There is so much that is left unsaid and a lot of miscommunication between these two so while they are supportive in letters – they (especially Juliet) could be really judgmental in person. It could be irritating to watch but I liked how their letters sort of transferred over to real life and made them both consider their actions and do better over the course of the book. Declan with his temper and starting to believe in himself and her with her actions towards her dad and panic attacks.

Juliet’s relationship with her father is strained as she idolized her jet setting, war photographer mother but I liked how it played out. I didn't love how convoluted the story got to get to that point. Kemmerer kind of detoured into a mystery about the cause of the moms death that felt unnecessary.

Declan’s situation was abusive and I hated how it was resolved. His mother was negligent, at best, and his step father was cruel and it was sort of played off in the end as oooh we were just worried about you and things are better now that we had this chat. I felt it was so bad that if I were to encounter them in real life, I would have called child protective services or help him get emancipated.

This didn’t 100% connect with me but would recommend it to readers who like messy, complicated characters and books that explore grief.

And I really want to read book #2 about Declan's best friend, Rev. 

Thursday, June 25, 2020

Big news!

This isn’t news to most of you who follow me on Twitter or Instagram but I’ve been MIA for a pretty good (exhausting) reason…

Meet Kai and Ripley!

Kai is 6 months old/male – very chill and sweet and also very much like my Fonzi. Ripley is 4 months old/female and named after Ripley from Alien and is….WILD lol

We lost Fonzi several months ago and it’s been horrible without him. In general, and especially with the lock down. Being home in all this quiet was very lonely and depressing. I am not meant to live my life without a dog.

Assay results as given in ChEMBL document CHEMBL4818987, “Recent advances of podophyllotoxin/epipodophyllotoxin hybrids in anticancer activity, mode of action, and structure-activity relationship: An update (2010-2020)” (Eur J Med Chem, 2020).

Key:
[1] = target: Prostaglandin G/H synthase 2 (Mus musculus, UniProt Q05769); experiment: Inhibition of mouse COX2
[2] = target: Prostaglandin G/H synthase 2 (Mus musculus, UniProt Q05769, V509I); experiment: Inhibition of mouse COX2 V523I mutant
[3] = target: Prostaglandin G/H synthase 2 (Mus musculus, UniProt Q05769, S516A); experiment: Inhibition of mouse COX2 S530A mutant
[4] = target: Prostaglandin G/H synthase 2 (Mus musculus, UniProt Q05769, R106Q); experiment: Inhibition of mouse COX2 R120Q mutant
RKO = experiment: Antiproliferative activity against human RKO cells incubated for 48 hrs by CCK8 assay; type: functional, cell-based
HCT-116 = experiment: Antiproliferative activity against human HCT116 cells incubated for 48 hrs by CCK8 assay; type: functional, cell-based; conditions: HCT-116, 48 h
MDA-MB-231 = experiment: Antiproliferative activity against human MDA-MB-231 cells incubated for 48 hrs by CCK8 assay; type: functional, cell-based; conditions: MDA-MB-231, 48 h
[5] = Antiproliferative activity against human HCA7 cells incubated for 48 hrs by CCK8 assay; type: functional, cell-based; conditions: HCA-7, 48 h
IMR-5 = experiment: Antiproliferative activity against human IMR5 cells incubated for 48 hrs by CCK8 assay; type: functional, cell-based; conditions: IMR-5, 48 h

I had tried to foster or look for dogs in need a of a home but the shelters were empty out here.

The woman I got my other shelties (she also does rescue) from was telling me about a litter she had that had parvo (a very serious disease that mostly affects puppies. Ripley was from that litter but never got very sick. One puppy died and two others are still in recovery. They can shed the virus for up to 6 weeks though even if they aren’t sick so Ripley was isolated alone in a pen for over a month. She’s not housebroken or socialized except for knowing one person and is a bit of a hot mess lol

Kai, was not from her litter but didn’t have all his shots at the time, so also had to be isolated for a few weeks until he got the all clear. He’s a bit better than her because he had been going out and meeting people and being exposed to things before this happened. Unfortunately, he’s lost a little ground with socializing and housebreaking because of it.

I, in my infinite wisdom, decided…I’ll take them BOTH because no one wanted to take on the task of super shy/scared puppies. What else do I have to do during a pandemic anyway?? lol

So, we’ve had our hands full this past week. They are awesome dogs with great personalities and I think they will come around over time with some work.

I read a lot of great books in the week before they came but I’ve been too exhausted to post anything but I’ll try to get back on track next week.

Thursday, June 18, 2020

Blog tour: Review of The Summer Deal by Jill Shalvis